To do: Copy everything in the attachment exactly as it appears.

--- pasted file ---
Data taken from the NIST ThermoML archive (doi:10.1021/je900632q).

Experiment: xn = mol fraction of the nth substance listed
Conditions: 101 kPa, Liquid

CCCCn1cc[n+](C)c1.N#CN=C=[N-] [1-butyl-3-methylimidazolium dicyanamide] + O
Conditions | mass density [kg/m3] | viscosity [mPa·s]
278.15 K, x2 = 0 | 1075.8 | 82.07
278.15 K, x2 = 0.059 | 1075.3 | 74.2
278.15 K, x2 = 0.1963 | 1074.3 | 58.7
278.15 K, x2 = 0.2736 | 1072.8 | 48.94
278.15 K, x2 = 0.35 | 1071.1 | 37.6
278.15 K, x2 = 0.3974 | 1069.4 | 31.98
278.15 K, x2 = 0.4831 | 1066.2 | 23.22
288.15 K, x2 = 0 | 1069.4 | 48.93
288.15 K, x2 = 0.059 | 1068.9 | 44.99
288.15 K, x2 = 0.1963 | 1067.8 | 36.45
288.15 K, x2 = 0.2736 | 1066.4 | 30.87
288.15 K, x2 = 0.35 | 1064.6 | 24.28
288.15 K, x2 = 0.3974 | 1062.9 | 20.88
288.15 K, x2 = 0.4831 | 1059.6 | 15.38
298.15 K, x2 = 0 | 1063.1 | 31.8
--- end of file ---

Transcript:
Data taken from the NIST ThermoML archive (doi:10.1021/je900632q).

Experiment: xn = mol fraction of the nth substance listed
Conditions: 101 kPa, Liquid

CCCCn1cc[n+](C)c1.N#CN=C=[N-] [1-butyl-3-methylimidazolium dicyanamide] + O
Conditions | mass density [kg/m3] | viscosity [mPa·s]
278.15 K, x2 = 0 | 1075.8 | 82.07
278.15 K, x2 = 0.059 | 1075.3 | 74.2
278.15 K, x2 = 0.1963 | 1074.3 | 58.7
278.15 K, x2 = 0.2736 | 1072.8 | 48.94
278.15 K, x2 = 0.35 | 1071.1 | 37.6
278.15 K, x2 = 0.3974 | 1069.4 | 31.98
278.15 K, x2 = 0.4831 | 1066.2 | 23.22
288.15 K, x2 = 0 | 1069.4 | 48.93
288.15 K, x2 = 0.059 | 1068.9 | 44.99
288.15 K, x2 = 0.1963 | 1067.8 | 36.45
288.15 K, x2 = 0.2736 | 1066.4 | 30.87
288.15 K, x2 = 0.35 | 1064.6 | 24.28
288.15 K, x2 = 0.3974 | 1062.9 | 20.88
288.15 K, x2 = 0.4831 | 1059.6 | 15.38
298.15 K, x2 = 0 | 1063.1 | 31.8